“The solitude of writing is also quite frightening. It’s quite close to madness, one just disappears for a day and loses touch.” ― Nadine Gordimer, Conversations With Nadine Gordimer

I’ve written about the solitude of writing before. Unlike Gordimer, I don’t find it frightening or even falling into the abyss if madness but I won’t disagree that you can easily get lost within your story and lose touch with the outside world. There have been days that I promise myself to spend—at most—two hours to write and by the time I’ve finished the whole day is gone.

Lucky for me that I don’t mind the solitude. I’m usually awake by 4:45 am; at 5:00,  I get up to feed and walk the dogs. Outside, the inky night is beginning to fade, but I can still see a faint, blue-white moon. By the time I’ve clipped the dogs leashes onto their collars and step outside, you have an idea whether the day will be clear or overcast.

Once we’ve returned, the dogs go back to sleep but I’m wide awake. I make coffee, reach for the journal and start with my daily mental meanderings of what’s troubling me, what I need to do related to work, and overall musings. When that page is written, I open my To Do app, jot down the tasks for the day, and get to work on the Writer Unboxed Tweets for my beat. By the time I’m done with the dogs, journal, to dos, and tweets, I see that 90 minutes have passed.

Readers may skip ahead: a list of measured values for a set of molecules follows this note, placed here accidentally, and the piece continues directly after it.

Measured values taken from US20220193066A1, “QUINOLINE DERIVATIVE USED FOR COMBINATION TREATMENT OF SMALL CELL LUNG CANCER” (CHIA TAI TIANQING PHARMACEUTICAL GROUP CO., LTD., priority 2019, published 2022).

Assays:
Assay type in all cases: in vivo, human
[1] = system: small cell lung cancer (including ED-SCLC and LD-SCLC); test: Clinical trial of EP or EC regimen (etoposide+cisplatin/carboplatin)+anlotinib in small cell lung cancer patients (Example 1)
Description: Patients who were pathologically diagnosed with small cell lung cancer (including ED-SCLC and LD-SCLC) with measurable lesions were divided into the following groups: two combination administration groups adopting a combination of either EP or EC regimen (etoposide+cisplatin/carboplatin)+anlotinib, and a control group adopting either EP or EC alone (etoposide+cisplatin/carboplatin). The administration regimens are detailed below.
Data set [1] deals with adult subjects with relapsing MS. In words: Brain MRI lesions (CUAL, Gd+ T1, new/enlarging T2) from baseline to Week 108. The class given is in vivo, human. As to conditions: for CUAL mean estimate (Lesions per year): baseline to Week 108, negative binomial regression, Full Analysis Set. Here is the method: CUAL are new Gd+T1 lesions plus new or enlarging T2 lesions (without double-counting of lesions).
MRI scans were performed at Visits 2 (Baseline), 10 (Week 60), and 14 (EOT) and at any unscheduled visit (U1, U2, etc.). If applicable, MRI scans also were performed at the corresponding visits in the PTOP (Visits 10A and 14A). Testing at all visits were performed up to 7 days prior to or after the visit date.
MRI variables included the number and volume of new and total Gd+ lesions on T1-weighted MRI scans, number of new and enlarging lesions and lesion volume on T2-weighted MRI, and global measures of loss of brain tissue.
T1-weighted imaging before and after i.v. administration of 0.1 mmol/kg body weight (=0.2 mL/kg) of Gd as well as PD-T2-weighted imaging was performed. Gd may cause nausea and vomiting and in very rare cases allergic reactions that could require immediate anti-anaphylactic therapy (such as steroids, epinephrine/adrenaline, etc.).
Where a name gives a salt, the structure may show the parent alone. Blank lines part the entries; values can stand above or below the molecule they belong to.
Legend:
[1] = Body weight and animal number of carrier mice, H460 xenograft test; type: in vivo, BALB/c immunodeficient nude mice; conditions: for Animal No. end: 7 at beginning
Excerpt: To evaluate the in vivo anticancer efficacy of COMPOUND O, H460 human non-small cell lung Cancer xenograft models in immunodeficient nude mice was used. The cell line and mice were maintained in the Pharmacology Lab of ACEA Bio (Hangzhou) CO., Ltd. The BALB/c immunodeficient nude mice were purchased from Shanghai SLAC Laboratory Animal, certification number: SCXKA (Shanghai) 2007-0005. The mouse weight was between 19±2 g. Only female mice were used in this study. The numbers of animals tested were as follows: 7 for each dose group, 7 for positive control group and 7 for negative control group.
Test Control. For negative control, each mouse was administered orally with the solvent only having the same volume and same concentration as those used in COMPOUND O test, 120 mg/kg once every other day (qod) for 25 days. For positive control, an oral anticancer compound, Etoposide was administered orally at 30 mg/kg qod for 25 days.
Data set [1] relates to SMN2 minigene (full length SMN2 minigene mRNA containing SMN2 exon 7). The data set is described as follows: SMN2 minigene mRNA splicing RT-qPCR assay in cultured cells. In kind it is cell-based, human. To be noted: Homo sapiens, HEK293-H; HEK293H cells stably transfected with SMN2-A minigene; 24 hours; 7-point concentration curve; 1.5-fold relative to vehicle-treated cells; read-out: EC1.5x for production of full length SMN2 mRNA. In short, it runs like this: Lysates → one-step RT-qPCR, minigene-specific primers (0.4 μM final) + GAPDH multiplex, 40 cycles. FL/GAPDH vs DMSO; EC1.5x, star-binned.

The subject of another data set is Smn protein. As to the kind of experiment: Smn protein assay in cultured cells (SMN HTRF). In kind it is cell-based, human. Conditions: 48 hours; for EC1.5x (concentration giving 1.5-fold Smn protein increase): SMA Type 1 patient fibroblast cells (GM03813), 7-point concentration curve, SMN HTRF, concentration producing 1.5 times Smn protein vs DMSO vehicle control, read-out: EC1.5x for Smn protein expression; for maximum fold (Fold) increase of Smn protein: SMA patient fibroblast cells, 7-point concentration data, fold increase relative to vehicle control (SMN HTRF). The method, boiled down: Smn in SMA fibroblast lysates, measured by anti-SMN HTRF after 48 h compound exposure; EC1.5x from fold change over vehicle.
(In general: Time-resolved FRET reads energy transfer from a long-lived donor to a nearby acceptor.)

I’ve been doing this for almost a month noe and today is the first day that I finally feel like I’ve started a routine. Right now the sun is over the trees, and I am sitting in front of the thirty-foot span of windows with a sleeping Jack Russell terrier by my side. It’s peaceful and there isn’t this heart-palpitating and gut wrenching feelings of fright. I could spend every single day like this with sleeping dogs, solitude, and the morning’s silence.

My front yard 2

If this is madness, I welcome it.

One Comment

  • I too am not frightened of solitude, but maybe Nadine had no husband or dog. 🙂  Or maybe she did, and solitude meant the absence of husband and dog. Falling into the abyss–shutting out the world while writing–that I have done, and need to do again.